What the record labels didn’t realize was that they weren’t in the music business at all: They were in the distribution business. As long as they owned the physical channels of distribution, they were making money. But they were selling water in the desert, and it started raining. At that point, Apple recognized this and started selling umbrellas. Streaming subscription services soon followed suit. All the while, the record labels were washed into obscurity while trying to pointlessly turn off the rain.

Profits and practicalities

What’s driving this fight is, of course, the entertainment industry’s desire to protect its profits. Without a content licensing agreement, anyone viewing or distributing the content is doing so illegally, and nobody at any point of the chain gets paid. This will ultimately kill the industry — it’s already doing so with music, since new royalty models have made it almost impossible for musicians to make a living. Television and film could be next, unless a model emerges that is fair to those who make the content as well as those who consume it.

In practical terms, we’ve yet to be able to reconcile the borderless digital world with the borders of the physical one. Part of being a country is maintaining the sovereign ability to create and enforce one’s own laws. There’s simply no multilateral agreement or world governing body that has the power to override each individual nation’s content licensing and distribution laws.

World digital content treaty?

But maybe there should be. Perhaps what is needed here is an international treaty of some sort, signed by as many nations as possible, that sets out standards for content licensing, distribtion, compensation and copyright protection for digital content.

It’s not without precedent: There are international treaties in place to protect copyrights on work published in physical format.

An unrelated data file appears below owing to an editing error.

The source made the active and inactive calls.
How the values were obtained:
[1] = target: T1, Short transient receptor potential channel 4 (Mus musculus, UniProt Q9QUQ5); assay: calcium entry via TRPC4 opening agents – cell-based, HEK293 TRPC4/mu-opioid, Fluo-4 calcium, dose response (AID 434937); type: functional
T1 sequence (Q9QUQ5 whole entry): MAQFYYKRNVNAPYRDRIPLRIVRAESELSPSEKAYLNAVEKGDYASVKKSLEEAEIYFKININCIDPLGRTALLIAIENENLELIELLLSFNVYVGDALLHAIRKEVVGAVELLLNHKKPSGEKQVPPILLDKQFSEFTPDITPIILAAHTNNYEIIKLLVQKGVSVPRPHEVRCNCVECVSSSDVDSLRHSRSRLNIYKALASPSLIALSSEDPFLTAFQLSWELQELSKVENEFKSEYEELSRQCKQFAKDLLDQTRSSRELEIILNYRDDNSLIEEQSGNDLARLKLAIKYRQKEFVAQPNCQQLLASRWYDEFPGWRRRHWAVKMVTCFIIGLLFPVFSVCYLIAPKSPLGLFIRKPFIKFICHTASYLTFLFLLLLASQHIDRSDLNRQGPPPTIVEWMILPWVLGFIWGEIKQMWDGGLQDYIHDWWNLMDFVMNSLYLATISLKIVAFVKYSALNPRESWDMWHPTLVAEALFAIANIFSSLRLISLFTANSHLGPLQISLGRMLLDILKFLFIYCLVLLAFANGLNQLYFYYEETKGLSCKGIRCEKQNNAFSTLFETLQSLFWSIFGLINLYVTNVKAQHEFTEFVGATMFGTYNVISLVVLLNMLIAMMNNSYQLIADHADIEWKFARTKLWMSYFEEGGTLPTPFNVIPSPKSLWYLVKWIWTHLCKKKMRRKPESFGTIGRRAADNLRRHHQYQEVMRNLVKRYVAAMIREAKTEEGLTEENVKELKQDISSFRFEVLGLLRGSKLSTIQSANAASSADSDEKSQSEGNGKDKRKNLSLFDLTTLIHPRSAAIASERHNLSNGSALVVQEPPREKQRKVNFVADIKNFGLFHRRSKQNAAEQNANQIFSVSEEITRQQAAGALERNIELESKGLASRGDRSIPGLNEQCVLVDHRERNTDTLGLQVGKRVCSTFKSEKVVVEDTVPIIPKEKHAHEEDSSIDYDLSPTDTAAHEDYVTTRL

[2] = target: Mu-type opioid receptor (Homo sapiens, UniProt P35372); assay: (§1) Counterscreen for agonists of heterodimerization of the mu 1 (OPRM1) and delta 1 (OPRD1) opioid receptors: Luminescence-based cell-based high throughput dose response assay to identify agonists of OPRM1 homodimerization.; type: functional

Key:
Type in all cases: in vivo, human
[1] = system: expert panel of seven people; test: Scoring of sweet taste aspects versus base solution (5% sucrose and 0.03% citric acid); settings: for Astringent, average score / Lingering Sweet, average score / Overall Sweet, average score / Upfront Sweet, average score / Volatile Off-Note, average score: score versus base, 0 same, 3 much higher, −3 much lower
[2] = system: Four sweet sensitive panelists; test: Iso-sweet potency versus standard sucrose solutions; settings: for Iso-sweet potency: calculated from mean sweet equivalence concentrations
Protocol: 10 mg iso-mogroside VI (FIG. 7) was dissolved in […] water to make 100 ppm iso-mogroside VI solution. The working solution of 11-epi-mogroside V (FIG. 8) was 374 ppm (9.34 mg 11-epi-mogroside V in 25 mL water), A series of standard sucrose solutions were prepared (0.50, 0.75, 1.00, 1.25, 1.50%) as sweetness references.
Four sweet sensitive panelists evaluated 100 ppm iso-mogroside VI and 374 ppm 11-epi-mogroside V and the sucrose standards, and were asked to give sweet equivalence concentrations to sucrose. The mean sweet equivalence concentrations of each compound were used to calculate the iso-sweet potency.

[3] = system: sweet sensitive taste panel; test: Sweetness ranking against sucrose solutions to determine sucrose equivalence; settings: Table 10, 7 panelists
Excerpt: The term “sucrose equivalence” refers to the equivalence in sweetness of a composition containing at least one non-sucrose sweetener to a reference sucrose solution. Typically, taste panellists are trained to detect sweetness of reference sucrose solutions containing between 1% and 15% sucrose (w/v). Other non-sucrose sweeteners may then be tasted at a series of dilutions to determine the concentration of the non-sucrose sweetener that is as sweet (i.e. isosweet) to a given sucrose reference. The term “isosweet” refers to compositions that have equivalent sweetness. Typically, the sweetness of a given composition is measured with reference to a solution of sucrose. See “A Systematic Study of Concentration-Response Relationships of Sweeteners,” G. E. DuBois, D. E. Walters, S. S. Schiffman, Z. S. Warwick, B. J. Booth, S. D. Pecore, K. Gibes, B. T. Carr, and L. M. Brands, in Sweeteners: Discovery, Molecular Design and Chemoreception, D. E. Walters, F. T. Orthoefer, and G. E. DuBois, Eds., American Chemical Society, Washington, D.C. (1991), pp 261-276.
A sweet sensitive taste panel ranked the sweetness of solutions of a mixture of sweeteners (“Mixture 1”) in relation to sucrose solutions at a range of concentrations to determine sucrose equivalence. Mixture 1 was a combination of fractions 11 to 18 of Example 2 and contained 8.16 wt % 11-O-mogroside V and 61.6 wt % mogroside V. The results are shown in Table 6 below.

A few possible provisions that I think should be included:

  • “Borderless” distribution across all signatory countries. Like travelling through Schengen without needing to get your passport stamped, you should be able to access digital content online regardless of whether you’re in Canada, the US, the UK or anywhere else in a participating country. Of course, the more participating countries, the better.
  • Compensation for artists should be protected. No content could be licensed or distributed by anyone without providing for fair and reasonable compensation for those who created it.
  • Protection of “fair-use” sharing. Use and sharing of content for satirical, critique or parody purposes, for educational purposes or for legitimate news should be protected.
  • Separate the content from the distributor. ISPs are not the copyright owners; they are merely ways in which content is delivered. Distribution pipelines need to be neutral; the “common carrier” act in the US should be extended to apply to ISPs and a similar provision should exist across all participating nations to prevent ISPs from favouring their own content, blocking that of a competitor, or manipulating what we can access.
  • The right to buy content from any provider who offers it in any participating nation. So, for example, if I want to buy content from someone in Australia, and no Canadian company is offering that content, I should be able to purchase it directly from the Australian provider and pay them. A lot of illegal downloading happens because of greed, sure, but much of it is simply because there is no legal way to buy it. iTunes proved that, when it made services like Napster obsolete. People will pay for good content if the prices are reasonable and the methods are made available.

The entertainment industry would surely appreciate the simplicity only having to put a single content licensing agreement into place instead of dozens. And end-consumers would surely appreciate being able to access online content regardless of which side of an offline border they live on.

It wouldn’t be easy, of course. The entertainment industry would surely try to manipulate the process to squeeze as much profit as possible, at the expense of the end-consumer. Governments could add their own restrictions. The voice of the consumer is rarely heard all that loudly during these sorts of processes.

But the point is, it is possible. And it’s certainly necesssary; this wild-west model of grey-market viewership and random crackdowns isn’t working. It angers consumers, costs artists their living, and is threatening to destroy the ability of anyone to create and watch original, interesting content. We need a better way. And maybe 2015 is the year to make that happen.

Meanwhile, I think I’ll go update my VPN service.